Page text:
Secrets to a Winning Point Score on CIO-SP4

  |  July 29, 2020

Dave Goulla and Russell Smith–

Note: The authors have collectively helped prepare over 100 similar proposals.

It began with GSA OASIS and GSA Alliant. Since then, we have seen a growing trend of Government agencies emulating and using the point scoring construct introduced in these GSA RFPs to evaluate proposal responses. The most recent example is CIO-SP4 where the NIH is using hybrid evaluation criteria that include both the GSA scoring construct and traditional adjectival rating across each of ten specific Task Areas. Consequently, bidders are faced with the challenge of achieving both a “Highly Acceptable” grade and getting as close as possible to the maximum 10,000-point score.

But the CIO-SP4 contract as with the GSA contracts do have two obvious attractions:

(1.) A high number of winners, and

(2.) Not necessary to have an existing customer relationship or to curry favor through an advance BD effort.

So, under these circumstances, how does a bidder garner both the required points and adjectival score to win? Here are some suggestions in responding to CIO-SP4:

  1. Claim It – How do you know if you qualify for points for a Task Area? Give it your best shot. The criteria for each task area are broadly defined. The Government will only deduct points you claim if they think you do not meet their criteria. They will not add points for areas where they think you qualify but you fail to claim it. Be reasonable, you don’t want to submit trash that will have a negative halo effect on your document.
  2. Substantiate It – Take the scoring sheet and substantiate the points you claim. Just make sure it is reasonable and prove it with an audit trail that the Government can easily follow. For CIO-SP4 the NIH has not yet defined how they want the substantiation documentation packaged. This will most likely be cleared up in subsequent Q&A responses. In the meantime, consider how you want to present your case.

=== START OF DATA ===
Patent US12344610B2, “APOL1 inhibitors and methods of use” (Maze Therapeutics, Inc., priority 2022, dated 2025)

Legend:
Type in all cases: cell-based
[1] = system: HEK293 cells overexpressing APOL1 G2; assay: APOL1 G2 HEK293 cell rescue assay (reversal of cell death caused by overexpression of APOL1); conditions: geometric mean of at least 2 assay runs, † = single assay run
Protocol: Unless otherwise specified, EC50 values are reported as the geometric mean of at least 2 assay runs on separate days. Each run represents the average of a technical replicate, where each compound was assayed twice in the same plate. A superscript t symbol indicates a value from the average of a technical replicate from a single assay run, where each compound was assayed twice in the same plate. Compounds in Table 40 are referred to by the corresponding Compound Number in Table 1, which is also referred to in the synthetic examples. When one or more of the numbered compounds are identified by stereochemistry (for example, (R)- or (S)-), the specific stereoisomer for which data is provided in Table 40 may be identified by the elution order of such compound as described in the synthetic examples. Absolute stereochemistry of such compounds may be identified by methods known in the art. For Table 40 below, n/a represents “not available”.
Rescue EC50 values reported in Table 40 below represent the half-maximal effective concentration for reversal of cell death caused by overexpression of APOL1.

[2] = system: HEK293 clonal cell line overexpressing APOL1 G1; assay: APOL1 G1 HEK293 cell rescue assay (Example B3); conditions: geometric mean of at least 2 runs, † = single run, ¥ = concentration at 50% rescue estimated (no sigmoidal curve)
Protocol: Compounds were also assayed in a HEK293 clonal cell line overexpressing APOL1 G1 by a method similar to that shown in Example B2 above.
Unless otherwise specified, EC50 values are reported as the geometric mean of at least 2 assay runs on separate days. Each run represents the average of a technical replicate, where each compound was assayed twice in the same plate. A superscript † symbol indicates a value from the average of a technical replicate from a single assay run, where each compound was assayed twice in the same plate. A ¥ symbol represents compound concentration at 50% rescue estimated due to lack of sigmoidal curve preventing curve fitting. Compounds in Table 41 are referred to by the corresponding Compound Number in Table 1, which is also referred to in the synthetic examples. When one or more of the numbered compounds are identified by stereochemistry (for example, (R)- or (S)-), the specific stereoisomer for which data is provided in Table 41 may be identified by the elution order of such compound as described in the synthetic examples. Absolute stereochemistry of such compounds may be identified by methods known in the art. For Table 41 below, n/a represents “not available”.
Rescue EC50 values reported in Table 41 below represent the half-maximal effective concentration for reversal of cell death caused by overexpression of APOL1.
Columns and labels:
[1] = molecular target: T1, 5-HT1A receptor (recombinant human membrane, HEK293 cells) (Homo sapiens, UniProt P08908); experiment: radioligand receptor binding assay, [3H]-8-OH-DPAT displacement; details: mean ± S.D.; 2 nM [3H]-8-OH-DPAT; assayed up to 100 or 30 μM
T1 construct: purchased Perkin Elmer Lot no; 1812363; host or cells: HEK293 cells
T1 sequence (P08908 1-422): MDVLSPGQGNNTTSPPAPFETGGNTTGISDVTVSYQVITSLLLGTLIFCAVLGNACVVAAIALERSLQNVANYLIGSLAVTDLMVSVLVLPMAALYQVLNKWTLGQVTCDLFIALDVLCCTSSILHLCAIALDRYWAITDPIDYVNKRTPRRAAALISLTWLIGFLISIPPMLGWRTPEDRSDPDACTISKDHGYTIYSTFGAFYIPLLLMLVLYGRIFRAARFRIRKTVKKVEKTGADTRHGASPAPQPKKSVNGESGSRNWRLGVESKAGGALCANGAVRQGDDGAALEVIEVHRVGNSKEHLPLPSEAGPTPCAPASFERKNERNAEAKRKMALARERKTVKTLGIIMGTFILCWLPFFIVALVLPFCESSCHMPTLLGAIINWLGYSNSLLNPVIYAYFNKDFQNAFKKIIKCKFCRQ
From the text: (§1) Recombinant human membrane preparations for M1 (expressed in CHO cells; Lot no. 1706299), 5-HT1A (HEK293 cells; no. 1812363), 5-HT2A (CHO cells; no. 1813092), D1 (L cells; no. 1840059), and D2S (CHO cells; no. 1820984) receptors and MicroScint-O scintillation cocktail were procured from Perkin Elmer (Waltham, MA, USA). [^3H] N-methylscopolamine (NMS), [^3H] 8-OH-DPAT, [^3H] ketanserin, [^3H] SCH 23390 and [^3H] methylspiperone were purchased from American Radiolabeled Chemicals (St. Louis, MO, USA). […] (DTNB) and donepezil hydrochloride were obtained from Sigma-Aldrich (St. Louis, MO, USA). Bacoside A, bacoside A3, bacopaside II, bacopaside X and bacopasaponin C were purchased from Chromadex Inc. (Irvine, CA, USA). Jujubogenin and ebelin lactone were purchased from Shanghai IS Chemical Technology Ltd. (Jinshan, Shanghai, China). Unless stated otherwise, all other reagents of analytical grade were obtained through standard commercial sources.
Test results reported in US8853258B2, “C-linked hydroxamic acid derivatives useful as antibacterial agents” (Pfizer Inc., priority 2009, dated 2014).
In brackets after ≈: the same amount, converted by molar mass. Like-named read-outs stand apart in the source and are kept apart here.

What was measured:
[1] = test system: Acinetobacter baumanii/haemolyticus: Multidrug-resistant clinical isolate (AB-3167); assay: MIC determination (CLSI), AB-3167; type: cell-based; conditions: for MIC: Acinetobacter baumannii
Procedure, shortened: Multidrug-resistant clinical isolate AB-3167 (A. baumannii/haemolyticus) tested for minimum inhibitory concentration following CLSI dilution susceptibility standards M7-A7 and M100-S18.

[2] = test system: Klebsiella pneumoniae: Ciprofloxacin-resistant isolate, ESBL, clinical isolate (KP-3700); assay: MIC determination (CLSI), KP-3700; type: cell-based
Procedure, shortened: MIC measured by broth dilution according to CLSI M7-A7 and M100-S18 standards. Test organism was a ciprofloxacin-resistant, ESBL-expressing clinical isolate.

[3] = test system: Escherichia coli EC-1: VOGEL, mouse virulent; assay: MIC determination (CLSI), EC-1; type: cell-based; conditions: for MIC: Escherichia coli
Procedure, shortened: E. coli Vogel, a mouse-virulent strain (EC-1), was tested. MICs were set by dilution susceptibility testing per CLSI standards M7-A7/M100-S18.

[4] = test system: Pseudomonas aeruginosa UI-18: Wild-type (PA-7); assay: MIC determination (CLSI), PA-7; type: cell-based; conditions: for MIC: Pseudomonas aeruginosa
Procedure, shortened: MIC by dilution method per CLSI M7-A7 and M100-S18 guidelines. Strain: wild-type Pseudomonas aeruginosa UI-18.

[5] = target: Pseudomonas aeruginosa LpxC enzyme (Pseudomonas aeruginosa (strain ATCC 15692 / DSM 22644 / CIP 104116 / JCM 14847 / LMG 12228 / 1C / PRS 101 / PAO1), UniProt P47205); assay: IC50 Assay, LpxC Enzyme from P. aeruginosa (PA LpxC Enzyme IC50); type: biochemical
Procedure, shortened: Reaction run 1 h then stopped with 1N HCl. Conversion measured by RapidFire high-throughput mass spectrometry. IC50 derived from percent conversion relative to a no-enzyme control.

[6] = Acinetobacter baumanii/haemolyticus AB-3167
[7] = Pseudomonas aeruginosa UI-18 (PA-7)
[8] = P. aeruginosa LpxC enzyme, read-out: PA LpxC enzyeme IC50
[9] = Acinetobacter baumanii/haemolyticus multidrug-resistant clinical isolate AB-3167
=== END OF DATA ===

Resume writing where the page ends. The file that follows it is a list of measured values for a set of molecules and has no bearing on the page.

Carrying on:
3. Organize It – There are no specific tools. You will most likely compile your information and evidence in huge spread sheets, a pain-staking yet necessary effort. However, personnel who are very well organized will do the best work.  A team of two is ideal.  One does the science of finding and organizing the proof points and establishing an audit trail to justify points IAW sections L and M. Then the other uses the right key words and presents your case in the most favorable language. In the case of CIO-SP4, this is for both the yes/no binary decision to award points and the adjectival rating.
  4. Present It – Developing and presenting your proposal content is both a science and an art. By putting a customer hat on, the proposal person increases the probability of getting a “yes”. This is the art, and this art can make a big difference on scoring.  Further, organizing your information in a way the follows the spec and is logical is critical.  Because it must be easy for the reviewers to follow your audit trail to get the “yes”. A good Proposal Manager / Volume Manager who knows how to organize information can do the science part of compiling the evidence.  Some previous experience doing such an evolution is valuable.  The hard part is the art of writing the answers.  This is a Capture Manager / Tech Writer.  Again with previous experience helping a lot.

Points to Win – We have extensive experience in developing models to predict the minimum point threshold for a winning hand on point-based proposals. Each model must be tailored to the opportunity. For CIO-SP4, such an undertaking may not be useful because of the combined point and adjectival evaluation criteria. But, we can still help you accomplish independent due-diligence to make a confident pursue decision and develop a winning proposal.

Take a look at our past CIO-SP4 article: Win a Mine of Gold: CIO-SP4

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